Business

New report: Ukraine, Poland Belarus and Romania represent ‘tech talent goldmine’

According to a new report published jointly by AVentures Capital, Aventis Capital and Capital Times. emerging Europe is a tech talent goldmine.

The report, Software Development in Ukraine, Poland, Belarus and Romania claims that growth of the global IT services sector is highly dependent on talent, and that at present there is a gap between the required and available pool of developers.

However, the four countries covered by the report are all in a position to fill that gap on a global level. While Ukraine, Belarus, Poland, and Romania present a fraction of the Chinese or Indian software development market, they make up an enormously competitive hot spot, exporting 13 billion US dollars worth of services in 2018.

The report looked at over 700 companies operating across the four countries. The IT service and software research and development (R&D) market in these countries is growing 4-5 times faster than the global average (20-25 per cent annually compared to the global average of five per cent) with the US and EU being the main markets, and is home to over 560,000 IT professionals, with over 200 universities and over 60,000 IT specialists graduating each year.

With lower operating costs compared to other countries in Western Europe, this makes the sector a hot spot in mergers and acquisition (M&A) activity: indeed, the region saw over 70 M&A transactions between 2015 and 2018.

“Execution and innovation of successful software development projects are rooted in people’s talent, and finding great talent still remains one of the industry’s biggest challenges. Working with remote teams and building strong cultures across the globe empowers software development companies to be efficient. The CEE region is fertile in terms of highly-qualified tech professionals. The outsourcing market displays steady growth, and will continue to provide global companies with specialists and boost the development of the global tech ecosystem,” explained Yevgen Sysoyev, managing partner of AVentures.

The Ukrainian export software development sphere is one of the fastest growing segments of the country’s economy, with revenues exceeding 3.6 billion US dollars in 2017. The growth is attributed to the robust educational foundation which provides the industry with top-notch engineers.

“The market we describe in the report has benefited from very good conditions for growth in recent years, but also has had its fair share of challenges… finding talent is becoming more and more difficult globally. In these challenging times, acumen in business development is equally important as attracting and retaining employees. This drives costs up and leads to market consolidation,” said Marcin Majewski, managing director at Aventis Capital.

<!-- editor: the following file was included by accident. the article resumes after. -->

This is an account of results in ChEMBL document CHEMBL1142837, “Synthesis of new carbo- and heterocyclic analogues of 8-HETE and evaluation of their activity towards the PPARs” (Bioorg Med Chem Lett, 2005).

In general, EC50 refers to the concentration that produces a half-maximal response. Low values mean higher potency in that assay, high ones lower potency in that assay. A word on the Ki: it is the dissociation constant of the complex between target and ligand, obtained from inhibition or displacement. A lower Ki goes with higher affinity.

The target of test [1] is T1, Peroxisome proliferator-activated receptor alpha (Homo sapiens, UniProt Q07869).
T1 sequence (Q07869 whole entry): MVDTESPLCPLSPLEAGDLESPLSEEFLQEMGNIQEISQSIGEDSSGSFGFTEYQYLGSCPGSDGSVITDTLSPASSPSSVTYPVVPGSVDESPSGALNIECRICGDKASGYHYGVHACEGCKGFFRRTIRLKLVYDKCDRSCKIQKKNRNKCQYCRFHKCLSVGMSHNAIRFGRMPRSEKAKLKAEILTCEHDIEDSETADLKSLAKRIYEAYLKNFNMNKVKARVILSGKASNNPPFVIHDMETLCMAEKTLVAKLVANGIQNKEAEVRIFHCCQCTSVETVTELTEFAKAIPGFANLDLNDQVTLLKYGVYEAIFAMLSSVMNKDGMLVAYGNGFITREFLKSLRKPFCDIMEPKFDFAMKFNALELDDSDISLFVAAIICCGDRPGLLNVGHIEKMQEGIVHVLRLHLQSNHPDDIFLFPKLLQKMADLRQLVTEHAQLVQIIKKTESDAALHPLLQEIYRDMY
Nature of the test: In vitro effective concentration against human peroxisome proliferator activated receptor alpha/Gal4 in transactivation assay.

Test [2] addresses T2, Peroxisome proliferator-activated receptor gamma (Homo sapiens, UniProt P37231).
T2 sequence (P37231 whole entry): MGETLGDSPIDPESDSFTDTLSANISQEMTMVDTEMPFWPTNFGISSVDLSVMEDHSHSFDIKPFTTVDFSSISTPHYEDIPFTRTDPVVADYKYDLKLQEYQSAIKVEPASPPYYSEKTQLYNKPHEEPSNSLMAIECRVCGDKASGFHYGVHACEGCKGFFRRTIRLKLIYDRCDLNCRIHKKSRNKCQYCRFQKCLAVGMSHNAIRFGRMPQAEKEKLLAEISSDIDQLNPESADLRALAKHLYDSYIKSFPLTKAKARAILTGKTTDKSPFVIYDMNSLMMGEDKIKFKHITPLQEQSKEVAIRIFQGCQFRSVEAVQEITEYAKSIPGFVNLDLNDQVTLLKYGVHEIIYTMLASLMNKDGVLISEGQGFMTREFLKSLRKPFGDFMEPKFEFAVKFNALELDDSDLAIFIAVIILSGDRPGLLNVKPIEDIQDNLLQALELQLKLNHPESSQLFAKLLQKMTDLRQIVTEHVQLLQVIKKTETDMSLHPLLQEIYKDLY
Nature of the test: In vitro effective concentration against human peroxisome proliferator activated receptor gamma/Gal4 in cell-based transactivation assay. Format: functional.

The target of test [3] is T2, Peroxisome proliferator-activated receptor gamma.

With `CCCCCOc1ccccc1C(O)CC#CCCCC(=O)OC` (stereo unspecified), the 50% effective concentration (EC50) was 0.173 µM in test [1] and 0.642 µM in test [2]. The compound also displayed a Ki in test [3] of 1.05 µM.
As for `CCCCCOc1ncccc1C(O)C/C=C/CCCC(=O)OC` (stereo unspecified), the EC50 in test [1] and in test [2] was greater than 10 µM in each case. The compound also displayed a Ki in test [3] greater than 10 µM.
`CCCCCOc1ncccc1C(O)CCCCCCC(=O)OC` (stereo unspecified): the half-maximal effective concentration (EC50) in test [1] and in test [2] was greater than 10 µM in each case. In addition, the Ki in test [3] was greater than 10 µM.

The report sees Poland as an R&D hub for global companies operating in various industries, with software development having the largest share in the ICT market, accounting for 35 per cent of its total value. According to the report, IT services sales are set to continue their strong growth and are projected to reach 14 billion euros in 2022. Polish software development companies offer a wide range of IT services from software development itself to additional activities such as IT operations and Digital Marketing. Though salaries of IT specialists in Poland show strong year-to-year growth, they are still around 46 per cent lower compared to Germany.

According to the report the IT ecosystem in Belarus is a dynamic combination of R&D centres, product companies, and investors. Currently, 60.5 per cent of IT professionals are engaged in software development outsourcing services.

“Along with other high-tech countries, Belarus is becoming a software development service provider with a well-established history of serving international and foreign client companies. The country shows significant potential, which will develop even further in the coming years,” said Ilya Soloducho, director at Capital Times Investment Company (Minsk).

Turnover in the software and IT services sector in Romania has been growing at a rate of 13.4 per cent since 2014 and is expected to increase to 15.3 per cent according to the report. The rapid development of the sector is driven mainly by foreign investment. There are around 185,000 specialists employed in the ICT sector in Romania. While salaries have increased on average by 11.5 per cent, they are still over 50 per cent lower than those in Germany.

“Romanian IT specialists proficient in foreign languages have further supported the entry of global players into the country, where English is spoken fluently by most people and French is known by one in four IT graduates. This has led to a massive influx of foreign companies setting up their BPOs in Romania (organically or through acquisitions) and hampered the growth of domestic players due to strong competition for talented engineers,” added Mr Majewski.

The region will see continued growth due to the changing global economic climate.

“The IT services market in the region benefits from the long-term upward trend of increasing economic interdependence, readiness of developed countries to move jobs offshore and the ever growing need for digital transformation while the tech talent in CEE is world class,” concluded Mr Sysoyev.